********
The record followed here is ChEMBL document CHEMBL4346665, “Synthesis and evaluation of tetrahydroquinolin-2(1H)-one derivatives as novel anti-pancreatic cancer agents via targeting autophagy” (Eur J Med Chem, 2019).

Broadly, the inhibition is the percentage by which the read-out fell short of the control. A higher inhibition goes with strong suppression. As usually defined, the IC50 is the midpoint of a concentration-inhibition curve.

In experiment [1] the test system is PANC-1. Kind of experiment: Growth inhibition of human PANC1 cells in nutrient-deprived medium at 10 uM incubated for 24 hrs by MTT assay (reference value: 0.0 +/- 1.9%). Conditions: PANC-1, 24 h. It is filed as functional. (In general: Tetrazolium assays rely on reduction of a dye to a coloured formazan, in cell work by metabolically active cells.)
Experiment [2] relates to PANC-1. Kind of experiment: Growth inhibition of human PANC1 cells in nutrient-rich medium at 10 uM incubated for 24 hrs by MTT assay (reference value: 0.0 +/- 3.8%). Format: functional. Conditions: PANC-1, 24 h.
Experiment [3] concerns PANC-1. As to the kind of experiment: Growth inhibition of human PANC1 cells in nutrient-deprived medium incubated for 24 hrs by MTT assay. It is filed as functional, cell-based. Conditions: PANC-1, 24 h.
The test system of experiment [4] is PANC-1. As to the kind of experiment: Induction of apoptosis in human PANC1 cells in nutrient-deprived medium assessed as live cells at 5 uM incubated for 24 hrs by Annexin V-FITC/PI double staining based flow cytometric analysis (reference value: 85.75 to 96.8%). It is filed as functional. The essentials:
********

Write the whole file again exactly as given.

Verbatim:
The record followed here is ChEMBL document CHEMBL4346665, “Synthesis and evaluation of tetrahydroquinolin-2(1H)-one derivatives as novel anti-pancreatic cancer agents via targeting autophagy” (Eur J Med Chem, 2019).

Broadly, the inhibition is the percentage by which the read-out fell short of the control. A higher inhibition goes with strong suppression. As usually defined, the IC50 is the midpoint of a concentration-inhibition curve.

In experiment [1] the test system is PANC-1. Kind of experiment: Growth inhibition of human PANC1 cells in nutrient-deprived medium at 10 uM incubated for 24 hrs by MTT assay (reference value: 0.0 +/- 1.9%). Conditions: PANC-1, 24 h. It is filed as functional. (In general: Tetrazolium assays rely on reduction of a dye to a coloured formazan, in cell work by metabolically active cells.)
Experiment [2] relates to PANC-1. Kind of experiment: Growth inhibition of human PANC1 cells in nutrient-rich medium at 10 uM incubated for 24 hrs by MTT assay (reference value: 0.0 +/- 3.8%). Format: functional. Conditions: PANC-1, 24 h.
Experiment [3] concerns PANC-1. As to the kind of experiment: Growth inhibition of human PANC1 cells in nutrient-deprived medium incubated for 24 hrs by MTT assay. It is filed as functional, cell-based. Conditions: PANC-1, 24 h.
The test system of experiment [4] is PANC-1. As to the kind of experiment: Induction of apoptosis in human PANC1 cells in nutrient-deprived medium assessed as live cells at 5 uM incubated for 24 hrs by Annexin V-FITC/PI double staining based flow cytometric analysis (reference value: 85.75 to 96.8%). It is filed as functional. The essentials: